The park is generally quiet at midday, especially during the week – the only disturbance is, potentially, the cars on the highway, or an intermittently barking dog that is chained up outside of the Jacobs’ trailer. There is a way, in the morning, that the park seems rustic and pastoral. Maybe it takes a certain shift of perspective. Most people seem to dismiss trailer parks in the same way that they dismiss high-rise apartment buildings. All of these things seem to fade into the background, not the happy focal point of the scene – only the ancillary. The backdrop. Maybe the park itself is like that barking dog down the road. People learn to tune out such things, passing by places that are familiar and comfortable to others. Even as we cross the country ,passing quaint houses, or even the broken-down, nearly abandoned places, it’s easy to forget that there are people who occupy these places. There is no need to wonder who lives there except for in an utterly abstract way.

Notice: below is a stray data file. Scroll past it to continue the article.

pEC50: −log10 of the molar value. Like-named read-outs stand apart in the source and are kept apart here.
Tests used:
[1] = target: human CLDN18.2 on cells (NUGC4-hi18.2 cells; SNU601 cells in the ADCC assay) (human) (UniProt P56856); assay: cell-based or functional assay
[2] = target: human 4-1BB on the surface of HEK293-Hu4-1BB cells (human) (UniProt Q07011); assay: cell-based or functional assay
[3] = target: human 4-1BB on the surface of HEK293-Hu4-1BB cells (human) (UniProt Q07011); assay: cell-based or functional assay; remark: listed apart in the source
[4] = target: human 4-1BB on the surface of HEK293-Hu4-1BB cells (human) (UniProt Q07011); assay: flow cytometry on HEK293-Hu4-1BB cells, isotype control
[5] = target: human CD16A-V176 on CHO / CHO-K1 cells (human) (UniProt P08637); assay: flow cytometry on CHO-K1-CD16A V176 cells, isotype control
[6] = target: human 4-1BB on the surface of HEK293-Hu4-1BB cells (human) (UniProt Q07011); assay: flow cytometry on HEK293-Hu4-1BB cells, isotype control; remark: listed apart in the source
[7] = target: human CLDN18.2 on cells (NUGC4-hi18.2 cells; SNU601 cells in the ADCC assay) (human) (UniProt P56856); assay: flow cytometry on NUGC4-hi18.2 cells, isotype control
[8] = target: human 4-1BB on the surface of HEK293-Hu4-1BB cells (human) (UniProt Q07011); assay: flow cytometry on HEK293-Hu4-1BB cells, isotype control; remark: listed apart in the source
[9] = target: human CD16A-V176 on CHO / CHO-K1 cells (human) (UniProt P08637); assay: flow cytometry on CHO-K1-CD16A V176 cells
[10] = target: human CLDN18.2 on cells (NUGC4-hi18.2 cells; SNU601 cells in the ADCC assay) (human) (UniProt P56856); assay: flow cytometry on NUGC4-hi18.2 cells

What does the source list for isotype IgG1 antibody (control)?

And so she can sit out there in her little oasis, among her plants and the soft breeze and the familiar trailers, and she can read her magazines and smoke her cigarettes and let her mind drift to other things. The magazines are delivered at least a few times a month. One or another of the magazines that are considered relentlessly trashy. It’s precisely that level of trash that she appreciates now. Something that is a wonderful distraction from the world itself, and something that she finds perfectly in keeping with her new persona as a trailer park manageress.